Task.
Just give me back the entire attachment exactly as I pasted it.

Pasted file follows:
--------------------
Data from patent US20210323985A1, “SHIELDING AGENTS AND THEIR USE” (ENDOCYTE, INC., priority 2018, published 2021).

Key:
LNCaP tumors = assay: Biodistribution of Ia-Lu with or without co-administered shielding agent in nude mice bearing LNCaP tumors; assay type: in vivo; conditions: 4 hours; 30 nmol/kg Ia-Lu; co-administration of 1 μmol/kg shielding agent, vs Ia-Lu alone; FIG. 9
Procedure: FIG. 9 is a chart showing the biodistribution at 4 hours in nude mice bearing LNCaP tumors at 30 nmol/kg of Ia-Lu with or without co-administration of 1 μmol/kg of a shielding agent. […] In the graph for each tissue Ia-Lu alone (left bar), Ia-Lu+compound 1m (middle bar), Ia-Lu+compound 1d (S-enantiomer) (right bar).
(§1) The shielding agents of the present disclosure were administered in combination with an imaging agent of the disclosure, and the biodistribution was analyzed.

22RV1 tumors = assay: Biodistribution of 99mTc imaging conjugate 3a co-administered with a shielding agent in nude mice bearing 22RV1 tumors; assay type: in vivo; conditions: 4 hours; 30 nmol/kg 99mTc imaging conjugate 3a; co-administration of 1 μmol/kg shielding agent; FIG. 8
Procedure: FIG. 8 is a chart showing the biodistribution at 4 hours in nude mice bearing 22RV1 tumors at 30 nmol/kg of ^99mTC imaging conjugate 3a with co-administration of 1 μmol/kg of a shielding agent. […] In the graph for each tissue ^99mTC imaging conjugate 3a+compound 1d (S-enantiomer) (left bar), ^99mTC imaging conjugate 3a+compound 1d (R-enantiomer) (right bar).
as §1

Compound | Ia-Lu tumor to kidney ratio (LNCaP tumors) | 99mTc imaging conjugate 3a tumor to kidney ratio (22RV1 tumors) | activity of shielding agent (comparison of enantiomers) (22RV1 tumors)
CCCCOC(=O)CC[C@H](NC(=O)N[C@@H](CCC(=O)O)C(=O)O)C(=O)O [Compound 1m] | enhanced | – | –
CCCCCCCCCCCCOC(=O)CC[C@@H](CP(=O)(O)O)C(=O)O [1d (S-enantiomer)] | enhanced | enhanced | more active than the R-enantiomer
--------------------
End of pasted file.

Data from patent US20210323985A1, “SHIELDING AGENTS AND THEIR USE” (ENDOCYTE, INC., priority 2018, published 2021).

Key:
LNCaP tumors = assay: Biodistribution of Ia-Lu with or without co-administered shielding agent in nude mice bearing LNCaP tumors; assay type: in vivo; conditions: 4 hours; 30 nmol/kg Ia-Lu; co-administration of 1 μmol/kg shielding agent, vs Ia-Lu alone; FIG. 9
Procedure: FIG. 9 is a chart showing the biodistribution at 4 hours in nude mice bearing LNCaP tumors at 30 nmol/kg of Ia-Lu with or without co-administration of 1 μmol/kg of a shielding agent. […] In the graph for each tissue Ia-Lu alone (left bar), Ia-Lu+compound 1m (middle bar), Ia-Lu+compound 1d (S-enantiomer) (right bar).
(§1) The shielding agents of the present disclosure were administered in combination with an imaging agent of the disclosure, and the biodistribution was analyzed.

22RV1 tumors = assay: Biodistribution of 99mTc imaging conjugate 3a co-administered with a shielding agent in nude mice bearing 22RV1 tumors; assay type: in vivo; conditions: 4 hours; 30 nmol/kg 99mTc imaging conjugate 3a; co-administration of 1 μmol/kg shielding agent; FIG. 8
Procedure: FIG. 8 is a chart showing the biodistribution at 4 hours in nude mice bearing 22RV1 tumors at 30 nmol/kg of ^99mTC imaging conjugate 3a with co-administration of 1 μmol/kg of a shielding agent. […] In the graph for each tissue ^99mTC imaging conjugate 3a+compound 1d (S-enantiomer) (left bar), ^99mTC imaging conjugate 3a+compound 1d (R-enantiomer) (right bar).
as §1

Compound | Ia-Lu tumor to kidney ratio (LNCaP tumors) | 99mTc imaging conjugate 3a tumor to kidney ratio (22RV1 tumors) | activity of shielding agent (comparison of enantiomers) (22RV1 tumors)
CCCCOC(=O)CC[C@H](NC(=O)N[C@@H](CCC(=O)O)C(=O)O)C(=O)O [Compound 1m] | enhanced | – | –
CCCCCCCCCCCCOC(=O)CC[C@@H](CP(=O)(O)O)C(=O)O [1d (S-enantiomer)] | enhanced | enhanced | more active than the R-enantiomer